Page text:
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The 2014 Frontiers Progress Report is now available

2014 was another excellent year for Frontiers, full of growth, milestones and achievements.

  • 11'000+ articles published

  • 50'000+ editors now on our editorial boards

  • 36 total journals

  • 100+ new specialty sections



Frontiers launches Loop

Frontiers is pleased to announce our new Research Network!

  • Loop is the only research network available for integration into all journals and academic websites. Find out more.
  • We’re honored to be working with our first partner: Nature Publishing Group.
  • Loop is designed to promote you and your work and boosts your visibility and impact.

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Burrow forms, growth rates and feeding rates of wood-boring Xylophagaidae bivalves revealed by micro-computed tomography

Wood sinking into the deep sea is often colonized by species of the bivalve subfamily Xylophagaidae; specialist organisms that bore into it and digest cellulose with the aid of symbiotic bacteria. Very little is known about the nature of Xylophagaidae borings, Xylophagaidae abundances and population size structures, their rates of growth and their consumption rates of wood. To investigate this...


The association between depressive symptoms and physical diseases in Switzerland: a cross-sectional general population study

Depression is a global leading cause of disability, affecting 350 million people worldwide. According to the World Health Organization, annually more than 36 million people die of non-communicable physical diseases worldwide. Population-based studies around the world revealed that the presence of depressive symptoms is strongly associated with the presence of a wide range of physical diseases. This association has...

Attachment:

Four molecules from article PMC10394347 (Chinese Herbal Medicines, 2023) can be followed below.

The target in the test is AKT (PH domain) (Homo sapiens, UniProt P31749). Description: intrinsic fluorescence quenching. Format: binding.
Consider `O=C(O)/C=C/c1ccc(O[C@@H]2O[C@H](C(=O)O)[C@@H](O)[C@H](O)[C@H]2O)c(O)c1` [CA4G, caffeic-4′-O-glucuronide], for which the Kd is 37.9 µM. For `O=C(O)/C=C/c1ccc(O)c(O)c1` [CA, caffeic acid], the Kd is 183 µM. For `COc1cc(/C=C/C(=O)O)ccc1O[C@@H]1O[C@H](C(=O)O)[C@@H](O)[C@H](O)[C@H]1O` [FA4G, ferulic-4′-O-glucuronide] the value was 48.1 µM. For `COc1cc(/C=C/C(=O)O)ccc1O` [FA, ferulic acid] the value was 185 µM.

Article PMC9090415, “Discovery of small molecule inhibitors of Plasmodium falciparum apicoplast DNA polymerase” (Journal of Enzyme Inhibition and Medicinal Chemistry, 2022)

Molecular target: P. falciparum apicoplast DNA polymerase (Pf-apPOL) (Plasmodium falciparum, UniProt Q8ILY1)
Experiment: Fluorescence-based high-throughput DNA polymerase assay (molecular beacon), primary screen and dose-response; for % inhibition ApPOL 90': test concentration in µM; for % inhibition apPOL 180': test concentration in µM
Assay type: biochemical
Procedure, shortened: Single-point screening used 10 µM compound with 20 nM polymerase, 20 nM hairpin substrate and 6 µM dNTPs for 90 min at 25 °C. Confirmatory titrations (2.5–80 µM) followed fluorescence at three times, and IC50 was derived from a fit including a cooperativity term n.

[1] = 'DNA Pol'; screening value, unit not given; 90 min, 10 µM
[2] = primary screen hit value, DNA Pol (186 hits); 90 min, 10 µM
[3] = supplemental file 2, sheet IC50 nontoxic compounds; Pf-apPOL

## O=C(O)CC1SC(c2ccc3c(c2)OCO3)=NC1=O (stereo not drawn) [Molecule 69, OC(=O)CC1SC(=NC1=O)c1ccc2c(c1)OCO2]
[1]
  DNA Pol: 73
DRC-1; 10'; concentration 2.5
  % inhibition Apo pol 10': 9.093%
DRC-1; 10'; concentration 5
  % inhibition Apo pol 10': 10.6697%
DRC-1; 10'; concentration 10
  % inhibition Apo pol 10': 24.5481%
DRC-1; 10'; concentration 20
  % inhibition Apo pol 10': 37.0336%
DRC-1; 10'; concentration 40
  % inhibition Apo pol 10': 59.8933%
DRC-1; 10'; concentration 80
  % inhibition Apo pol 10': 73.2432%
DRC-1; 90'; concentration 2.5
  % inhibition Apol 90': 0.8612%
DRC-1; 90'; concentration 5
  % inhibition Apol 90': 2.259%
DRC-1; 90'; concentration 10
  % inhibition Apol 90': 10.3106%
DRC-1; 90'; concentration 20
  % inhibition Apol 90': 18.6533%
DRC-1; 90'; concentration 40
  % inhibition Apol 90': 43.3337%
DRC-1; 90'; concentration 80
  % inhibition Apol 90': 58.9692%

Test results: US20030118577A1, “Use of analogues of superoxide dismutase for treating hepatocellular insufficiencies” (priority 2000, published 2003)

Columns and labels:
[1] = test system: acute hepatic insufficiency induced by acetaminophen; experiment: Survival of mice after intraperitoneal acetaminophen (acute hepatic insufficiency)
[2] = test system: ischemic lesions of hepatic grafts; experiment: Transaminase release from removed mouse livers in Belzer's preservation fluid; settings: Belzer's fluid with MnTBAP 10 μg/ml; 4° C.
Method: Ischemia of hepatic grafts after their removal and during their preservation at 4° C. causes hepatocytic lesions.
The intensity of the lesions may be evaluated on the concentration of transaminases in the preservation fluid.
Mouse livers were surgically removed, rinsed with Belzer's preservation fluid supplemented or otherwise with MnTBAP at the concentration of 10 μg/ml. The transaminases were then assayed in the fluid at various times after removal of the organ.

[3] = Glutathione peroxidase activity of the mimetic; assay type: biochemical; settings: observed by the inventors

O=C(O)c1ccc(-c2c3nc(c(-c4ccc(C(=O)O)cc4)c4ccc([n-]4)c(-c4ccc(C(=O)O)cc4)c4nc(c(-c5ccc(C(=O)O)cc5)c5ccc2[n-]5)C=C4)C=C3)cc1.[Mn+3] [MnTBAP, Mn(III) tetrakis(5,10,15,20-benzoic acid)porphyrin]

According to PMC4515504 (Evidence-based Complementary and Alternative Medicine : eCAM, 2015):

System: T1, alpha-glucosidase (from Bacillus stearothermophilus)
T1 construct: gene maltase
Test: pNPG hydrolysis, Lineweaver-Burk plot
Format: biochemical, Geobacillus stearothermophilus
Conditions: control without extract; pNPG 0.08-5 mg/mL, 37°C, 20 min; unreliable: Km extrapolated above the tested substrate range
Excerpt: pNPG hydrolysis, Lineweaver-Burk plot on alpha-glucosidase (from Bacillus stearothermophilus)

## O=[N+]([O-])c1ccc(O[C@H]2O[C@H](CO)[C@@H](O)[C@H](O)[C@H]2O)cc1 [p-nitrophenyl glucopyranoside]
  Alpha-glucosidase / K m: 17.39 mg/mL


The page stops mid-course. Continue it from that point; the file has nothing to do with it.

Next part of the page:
Three-weekly doses of azithromycin for Indigenous infants hospitalized with bronchiolitis: a multicentre, randomized, placebo-controlled trial

Bronchiolitis is the most common acute viral lower respiratory infection in infants worldwide causing more than three million hospitalizations annually. Indigenous children from affluent countries, such as Australia and New Zealand, are at particular risk. They are more likely than non-Indigenous children to be hospitalized, to have longer hospital stays, to receive antibiotics for pneumonia...


Neuroanatomy and transgenic technologies

Gerarld Edelman once wrote: “If someone held a gun to my head and threatened oblivion if I did not identify the single word most significant for understanding the brain, I would say ‘neuroanatomy’. Indeed, perhaps the most important general observation that can be made about the brain is that its anatomy is the most important thing about it”. Brain scientists increasingly rely on techniques enabling them to manipulate genes in restricted brain cells. In particular, engineered transgenes which encode...


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Featured Research Topic

Regulation of gene expression in enteropathogenic bacteria

Hosted by: Dongsheng Zhou, Yi-Cheng Sun and Beiyan Nan

Submit by: May 30, 2015



Frederic Dick University of California, San Diego Frontiers Associate Editor

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